UCF Infrared Emission Research Gets $2.5 Million Boost from Department of Defense

By: Robert H. Wells on

A University of Central Florida researcher has received a $2.5 million U.S. Department of Defense grant to continue his research to conceal and manipulate the energy that materials emit.

The work has implications in creating nighttime camouflage that conceals objects from infrared vision, as well as in methods for anticounterfeiting, tagging, and energy management.

“Any material always leaves behind an infrared signature based on its temperature,” says Debashis Chanda, an associate professor in UCF’s NanoScience Technology Center and principal investigator of the research.

“If we can change the signature of a material, engineer the surface in such a way that it doesn’t emit certain wavelengths or does emit others, that not only helps us to improve concealment but also anti-counterfeiting applications,” Chanda says. “And controlling thermal emissions plays a role in energy management because we could actually change the amount of energy dissipated from the surface so energy can be saved.”

The technology works by using nanoscale structures on chosen combinations of material stacks that can be adjusted to control which wavelengths of light are emitted.

For night vision, this means creating a material that doesn’t give off an infrared signature, thus concealing it from cameras that look for infrared signatures in the dark when visible light isn’t available.

For anti-counterfeiting, this means placing material with a certain wavelength signature on an object so that the signature can only be read with a device tuned to detect that signature.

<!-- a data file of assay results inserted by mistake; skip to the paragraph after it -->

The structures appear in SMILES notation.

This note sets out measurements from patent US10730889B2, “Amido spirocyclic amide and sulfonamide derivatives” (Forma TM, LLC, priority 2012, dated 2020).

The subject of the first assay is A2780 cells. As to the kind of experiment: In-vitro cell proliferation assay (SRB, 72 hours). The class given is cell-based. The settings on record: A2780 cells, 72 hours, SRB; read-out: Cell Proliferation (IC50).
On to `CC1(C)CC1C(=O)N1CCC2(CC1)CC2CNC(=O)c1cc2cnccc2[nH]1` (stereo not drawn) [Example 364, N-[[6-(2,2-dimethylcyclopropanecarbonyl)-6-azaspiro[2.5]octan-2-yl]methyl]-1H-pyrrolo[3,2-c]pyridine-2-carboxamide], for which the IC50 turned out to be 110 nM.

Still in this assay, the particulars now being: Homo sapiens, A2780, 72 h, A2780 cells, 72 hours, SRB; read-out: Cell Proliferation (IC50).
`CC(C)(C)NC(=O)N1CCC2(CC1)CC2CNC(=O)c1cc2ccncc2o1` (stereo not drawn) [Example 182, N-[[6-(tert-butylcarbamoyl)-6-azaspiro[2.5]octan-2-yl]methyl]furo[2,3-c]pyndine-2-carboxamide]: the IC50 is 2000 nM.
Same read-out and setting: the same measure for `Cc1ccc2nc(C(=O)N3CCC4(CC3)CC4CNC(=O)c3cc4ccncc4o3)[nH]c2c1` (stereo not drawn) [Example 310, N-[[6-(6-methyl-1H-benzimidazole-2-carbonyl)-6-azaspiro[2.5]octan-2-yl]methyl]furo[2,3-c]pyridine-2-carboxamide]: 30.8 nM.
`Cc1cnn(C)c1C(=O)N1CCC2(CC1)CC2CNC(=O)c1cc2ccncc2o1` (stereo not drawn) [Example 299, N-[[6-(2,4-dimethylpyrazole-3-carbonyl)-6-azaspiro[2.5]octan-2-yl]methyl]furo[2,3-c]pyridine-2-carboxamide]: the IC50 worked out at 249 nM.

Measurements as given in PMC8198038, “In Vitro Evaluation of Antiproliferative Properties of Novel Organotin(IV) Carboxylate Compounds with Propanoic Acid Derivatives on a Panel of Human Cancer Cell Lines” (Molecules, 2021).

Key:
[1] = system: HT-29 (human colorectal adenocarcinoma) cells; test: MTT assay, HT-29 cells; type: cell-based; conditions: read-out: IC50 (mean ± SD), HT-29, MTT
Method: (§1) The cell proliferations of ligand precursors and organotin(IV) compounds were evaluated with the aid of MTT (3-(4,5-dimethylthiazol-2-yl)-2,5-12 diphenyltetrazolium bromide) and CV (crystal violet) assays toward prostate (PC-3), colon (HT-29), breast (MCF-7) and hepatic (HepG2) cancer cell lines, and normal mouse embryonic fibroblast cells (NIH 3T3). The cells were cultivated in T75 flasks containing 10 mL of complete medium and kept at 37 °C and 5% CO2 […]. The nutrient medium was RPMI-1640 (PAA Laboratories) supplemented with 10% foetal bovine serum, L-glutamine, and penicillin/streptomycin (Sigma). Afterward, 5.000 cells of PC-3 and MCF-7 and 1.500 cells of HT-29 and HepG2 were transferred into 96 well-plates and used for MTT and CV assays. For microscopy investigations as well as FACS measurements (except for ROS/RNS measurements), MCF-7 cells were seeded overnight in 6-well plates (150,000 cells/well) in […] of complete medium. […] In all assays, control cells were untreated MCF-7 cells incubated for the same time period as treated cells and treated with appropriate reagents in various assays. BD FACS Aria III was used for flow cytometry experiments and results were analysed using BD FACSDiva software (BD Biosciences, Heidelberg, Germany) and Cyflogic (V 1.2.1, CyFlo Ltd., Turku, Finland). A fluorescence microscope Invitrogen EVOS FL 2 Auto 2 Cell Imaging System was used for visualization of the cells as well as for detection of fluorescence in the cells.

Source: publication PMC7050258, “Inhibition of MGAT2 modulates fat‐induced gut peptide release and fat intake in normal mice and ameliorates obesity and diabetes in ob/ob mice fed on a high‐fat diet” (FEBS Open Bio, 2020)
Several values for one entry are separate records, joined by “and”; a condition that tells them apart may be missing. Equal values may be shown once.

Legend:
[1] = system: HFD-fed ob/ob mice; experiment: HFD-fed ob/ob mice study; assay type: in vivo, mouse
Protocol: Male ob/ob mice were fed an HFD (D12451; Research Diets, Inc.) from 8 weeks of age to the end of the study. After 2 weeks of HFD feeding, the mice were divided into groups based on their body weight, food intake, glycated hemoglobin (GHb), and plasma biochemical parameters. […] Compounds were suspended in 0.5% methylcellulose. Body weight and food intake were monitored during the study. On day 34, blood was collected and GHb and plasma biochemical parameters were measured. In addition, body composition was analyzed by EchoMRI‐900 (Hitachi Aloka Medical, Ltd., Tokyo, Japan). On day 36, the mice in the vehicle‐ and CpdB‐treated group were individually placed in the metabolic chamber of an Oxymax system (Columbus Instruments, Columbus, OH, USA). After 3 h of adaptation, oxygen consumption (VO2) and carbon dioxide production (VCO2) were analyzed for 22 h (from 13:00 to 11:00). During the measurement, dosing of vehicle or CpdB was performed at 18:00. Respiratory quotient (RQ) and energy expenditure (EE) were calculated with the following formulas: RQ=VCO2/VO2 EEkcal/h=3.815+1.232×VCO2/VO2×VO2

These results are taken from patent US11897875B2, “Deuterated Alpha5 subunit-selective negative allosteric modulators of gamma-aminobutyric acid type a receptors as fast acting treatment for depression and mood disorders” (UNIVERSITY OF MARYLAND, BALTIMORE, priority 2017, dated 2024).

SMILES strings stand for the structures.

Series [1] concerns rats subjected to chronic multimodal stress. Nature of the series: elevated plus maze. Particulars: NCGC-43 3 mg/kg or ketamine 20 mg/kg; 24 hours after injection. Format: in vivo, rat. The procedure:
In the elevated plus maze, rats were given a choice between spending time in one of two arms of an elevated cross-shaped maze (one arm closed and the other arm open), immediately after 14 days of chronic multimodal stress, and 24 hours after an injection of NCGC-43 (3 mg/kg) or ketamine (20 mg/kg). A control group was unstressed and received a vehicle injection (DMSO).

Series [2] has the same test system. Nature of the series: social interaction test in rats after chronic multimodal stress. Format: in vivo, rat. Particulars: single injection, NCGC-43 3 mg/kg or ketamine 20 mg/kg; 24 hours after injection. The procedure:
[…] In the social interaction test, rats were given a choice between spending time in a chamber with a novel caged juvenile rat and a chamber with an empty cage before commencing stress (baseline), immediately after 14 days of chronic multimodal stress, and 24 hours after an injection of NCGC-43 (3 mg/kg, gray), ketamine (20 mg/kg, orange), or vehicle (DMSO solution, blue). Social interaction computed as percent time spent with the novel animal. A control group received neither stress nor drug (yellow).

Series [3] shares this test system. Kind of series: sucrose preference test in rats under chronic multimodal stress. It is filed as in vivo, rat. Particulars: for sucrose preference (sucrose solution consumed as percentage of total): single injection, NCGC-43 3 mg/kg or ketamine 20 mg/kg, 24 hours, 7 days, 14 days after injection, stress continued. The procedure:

The $2.5 million funding over 5 years will allow Chanda and his team to further research how light interacts with matter and also scale up their work to create materials, such as paint, that can conceal energy signatures over larger areas and explore ways to keep materials cool by controlling their energy emissions.

As part of this research, Chanda’s group is acquiring a more than $500,000 complex scattering near-field optical microscope that includes nanoscale Fourier transform infrared spectroscopy, IR nano-imaging, atomic force microscopy-based infrared spectroscopy and ultrafast pump-probe modules. This will allow them to study electron and photon propagation, dynamics, scattering, and interaction with materials.

“These delicate measurements can now be done inside a single instrument in a coherent manner to further understand light-matter interactions for efficient infrared emission control,” Chanda says.

Previous work by the Chanda group has demonstrated that its technique can be used to conceal or detect coded information.

Chanda has joint appointments in UCF’s NanoScience Technology Center, Department of Physics and College of Optics and Photonics. He received his doctorate in photonics from the University of Toronto and worked as a postdoctoral fellow at the University of Illinois. Chanda joined UCF in Fall 2012.

Share This Article

Featured Content image

Flying at Speeds up to Mach 16 Could Become Reality with UCF’s Developing Propulsion System

University of Central Florida researchers are building on their technology that could pave the way for hypersonic flight, such as travel from New York to Los Angeles in under 30 minutes....

Read More

Featured Content image

UCF Team Develops Artificial Intelligence that Can Detect Sarcasm in Social Media

Computer science researchers at the University of Central Florida have developed a sarcasm detector. Social media has become a dominant form of communication for individuals, and for companies looking to...

Read More

Featured Content image

‘Fast Company’ Magazine Recognizes Readability Technology at UCF Among its 2021 World Changing Ideas

Fast Company magazine named a developing technology pioneered at UCF as one of its 2021 “World Changing Ideas.”  A panel of editors and reporters selected the winners from more than 4,000...

Read More

Featured Content image

7 UCF Student Graduating this Week Say Limbitless Solutions Changed Their Lives

Seven students graduating from the University of Central Florida this week say their college experience would not have been complete without the time spent at Limbitless Solutions. The students from...

Read More